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Robert Underwood Johnson, Clarence Clough Buell, Battles and Leaders of the Civil War: Volume 2. 244 2 Browse Search
Elias Nason, McClellan's Own Story: the war for the union, the soldiers who fought it, the civilians who directed it, and his relations to them. 223 1 Browse Search
Rebellion Record: a Diary of American Events: Documents and Narratives, Volume 5. (ed. Frank Moore) 214 4 Browse Search
Brigadier-General Ellison Capers, Confederate Military History, a library of Confederate States Military History: Volume 5, South Carolina (ed. Clement Anselm Evans) 179 1 Browse Search
Rebellion Record: a Diary of American Events: Documents and Narratives, Volume 9. (ed. Frank Moore) 154 0 Browse Search
Harper's Encyclopedia of United States History (ed. Benson Lossing) 148 20 Browse Search
General James Longstreet, From Manassas to Appomattox 114 0 Browse Search
William F. Fox, Lt. Col. U. S. V., Regimental Losses in the American Civil War, 1861-1865: A Treatise on the extent and nature of the mortuary losses in the Union regiments, with full and exhaustive statistics compiled from the official records on file in the state military bureaus and at Washington 109 27 Browse Search
Comte de Paris, History of the Civil War in America. Vol. 2. (ed. Henry Coppee , LL.D.) 94 0 Browse Search
Frederick H. Dyer, Compendium of the War of the Rebellion: Regimental Histories 80 8 Browse Search
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Browsing named entities in Southern Historical Society Papers, Volume 36. (ed. Reverend J. William Jones). You can also browse the collection for Williamsburg (Virginia, United States) or search for Williamsburg (Virginia, United States) in all documents.

Your search returned 34 results in 5 document sections:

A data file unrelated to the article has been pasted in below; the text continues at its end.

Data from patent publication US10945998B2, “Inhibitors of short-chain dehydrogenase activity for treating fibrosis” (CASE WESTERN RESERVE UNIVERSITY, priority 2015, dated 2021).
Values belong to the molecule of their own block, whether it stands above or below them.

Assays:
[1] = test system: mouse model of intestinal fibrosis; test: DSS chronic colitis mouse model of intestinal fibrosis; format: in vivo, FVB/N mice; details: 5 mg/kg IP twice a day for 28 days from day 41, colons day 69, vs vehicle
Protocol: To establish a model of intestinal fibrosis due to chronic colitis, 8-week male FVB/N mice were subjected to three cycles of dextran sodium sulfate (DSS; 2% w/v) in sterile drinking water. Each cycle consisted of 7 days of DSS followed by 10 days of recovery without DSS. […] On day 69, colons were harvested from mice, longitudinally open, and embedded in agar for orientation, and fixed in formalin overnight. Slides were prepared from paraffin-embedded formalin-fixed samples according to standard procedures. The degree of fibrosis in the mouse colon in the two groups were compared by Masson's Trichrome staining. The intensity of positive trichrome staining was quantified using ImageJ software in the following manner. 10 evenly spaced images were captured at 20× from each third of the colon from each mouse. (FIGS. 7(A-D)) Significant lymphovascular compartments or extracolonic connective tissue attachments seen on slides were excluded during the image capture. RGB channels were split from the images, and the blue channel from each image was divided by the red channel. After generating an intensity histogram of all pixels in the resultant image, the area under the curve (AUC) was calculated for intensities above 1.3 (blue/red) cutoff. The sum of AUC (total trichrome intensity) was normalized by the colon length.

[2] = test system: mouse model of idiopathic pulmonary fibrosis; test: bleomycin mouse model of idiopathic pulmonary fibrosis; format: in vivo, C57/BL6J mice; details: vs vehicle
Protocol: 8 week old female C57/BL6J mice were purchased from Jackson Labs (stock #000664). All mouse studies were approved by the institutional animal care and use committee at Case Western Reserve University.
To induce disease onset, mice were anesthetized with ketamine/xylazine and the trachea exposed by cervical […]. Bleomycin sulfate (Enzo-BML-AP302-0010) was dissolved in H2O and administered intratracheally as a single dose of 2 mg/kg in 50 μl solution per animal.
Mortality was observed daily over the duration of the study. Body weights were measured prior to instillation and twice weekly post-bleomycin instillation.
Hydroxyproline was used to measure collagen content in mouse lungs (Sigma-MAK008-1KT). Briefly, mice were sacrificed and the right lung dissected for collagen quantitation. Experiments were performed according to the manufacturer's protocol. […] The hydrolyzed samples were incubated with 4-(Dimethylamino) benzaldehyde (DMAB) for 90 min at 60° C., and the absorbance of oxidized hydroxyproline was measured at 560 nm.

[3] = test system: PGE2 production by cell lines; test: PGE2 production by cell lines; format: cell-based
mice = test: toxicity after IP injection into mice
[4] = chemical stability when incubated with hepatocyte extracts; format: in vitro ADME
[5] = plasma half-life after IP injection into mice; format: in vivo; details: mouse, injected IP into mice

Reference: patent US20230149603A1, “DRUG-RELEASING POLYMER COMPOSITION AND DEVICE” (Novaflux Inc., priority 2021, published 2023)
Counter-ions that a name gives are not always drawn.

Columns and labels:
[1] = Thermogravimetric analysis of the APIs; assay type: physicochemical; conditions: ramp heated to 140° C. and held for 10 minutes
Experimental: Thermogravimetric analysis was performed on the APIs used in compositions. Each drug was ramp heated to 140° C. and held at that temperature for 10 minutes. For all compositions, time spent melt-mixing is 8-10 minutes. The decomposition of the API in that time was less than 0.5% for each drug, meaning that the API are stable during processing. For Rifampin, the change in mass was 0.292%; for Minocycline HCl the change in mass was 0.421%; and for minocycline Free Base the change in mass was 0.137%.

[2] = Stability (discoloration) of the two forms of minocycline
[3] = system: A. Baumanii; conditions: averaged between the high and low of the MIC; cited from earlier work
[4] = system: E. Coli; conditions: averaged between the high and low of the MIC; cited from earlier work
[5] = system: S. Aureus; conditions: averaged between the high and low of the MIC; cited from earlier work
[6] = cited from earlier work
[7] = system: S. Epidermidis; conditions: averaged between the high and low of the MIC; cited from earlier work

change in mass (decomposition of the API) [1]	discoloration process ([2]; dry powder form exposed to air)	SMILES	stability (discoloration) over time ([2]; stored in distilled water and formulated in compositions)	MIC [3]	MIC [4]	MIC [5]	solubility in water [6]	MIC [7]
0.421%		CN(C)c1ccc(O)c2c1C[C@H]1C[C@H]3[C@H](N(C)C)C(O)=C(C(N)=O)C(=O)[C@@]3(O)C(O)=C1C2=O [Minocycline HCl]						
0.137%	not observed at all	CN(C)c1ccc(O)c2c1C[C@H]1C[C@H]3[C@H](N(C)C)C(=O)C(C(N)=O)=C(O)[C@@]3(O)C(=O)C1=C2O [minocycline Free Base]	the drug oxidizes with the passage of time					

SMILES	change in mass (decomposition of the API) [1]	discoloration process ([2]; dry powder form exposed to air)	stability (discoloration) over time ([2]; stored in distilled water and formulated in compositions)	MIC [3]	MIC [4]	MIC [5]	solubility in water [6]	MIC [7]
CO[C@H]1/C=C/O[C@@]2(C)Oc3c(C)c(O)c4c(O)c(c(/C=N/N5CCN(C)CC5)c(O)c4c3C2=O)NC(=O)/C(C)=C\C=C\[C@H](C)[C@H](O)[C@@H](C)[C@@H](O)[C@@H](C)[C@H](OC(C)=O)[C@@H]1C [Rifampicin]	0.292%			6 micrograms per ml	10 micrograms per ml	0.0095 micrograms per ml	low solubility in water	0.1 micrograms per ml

Southern Historical Society Papers, Volume 36. (ed. Reverend J. William Jones), chapter 1.6 (search)
stened to the Continental army, then encamped on the heights of Boston, and offered his services in her defence. This manly course tendered to his advantage and he was looked upon with great favor and pride by the people. He was elected from Williamsburg to the Convention of 1776. He was successively elected Attorney-General and to Congress, and in 1787 he was sent to the General Convention which framed the Federal Constitution. He was at this time (1788) Governor of the Commonwealth. He wahich placed him in the front rank of the members of this august body and of those who had attained distinction during the Revolution. He was the son of the venerable patriot who was the watch dog of the Treasury during the war. He was born in Williamsburg and matriculated at William and Mary. Leaving college he entered the army and soon won the highest honors, having been promoted from captain to colonel. He was elected to the General Assembly, in which he held a prominent position. His stat
Southern Historical Society Papers, Volume 36. (ed. Reverend J. William Jones), chapter 1.35 (search)
eral ancillary district appellate courts. That to which appeals from the Richmond Circuit had to be taken was held in Williamsburg. In or about the spring of 1854 (I think it was) I had to argue some cases in this court in the old Middle PlantatiMiddle Plantation, and went thither for that purpose. But my cases were set for particular days, and I did not go down until they were about to be reached. So that when I arrived, the rdoms at the hotel were so occupied that my friend, Albert Southall, could rec a chat, in which I learned that he had been over to Gloucester county to visit an army friend, who had brought him to Williamsburg that he might proceed to Richmond. My impression is that this friend was with him at West Point, though he may not haid me good-bye. He could easily have omitted that, but would not. Whether he was at my house before my return from Williamsburg is not positively recalled. But he was there repeatedly afterwards, and we all took a great fancy to him. Once he bro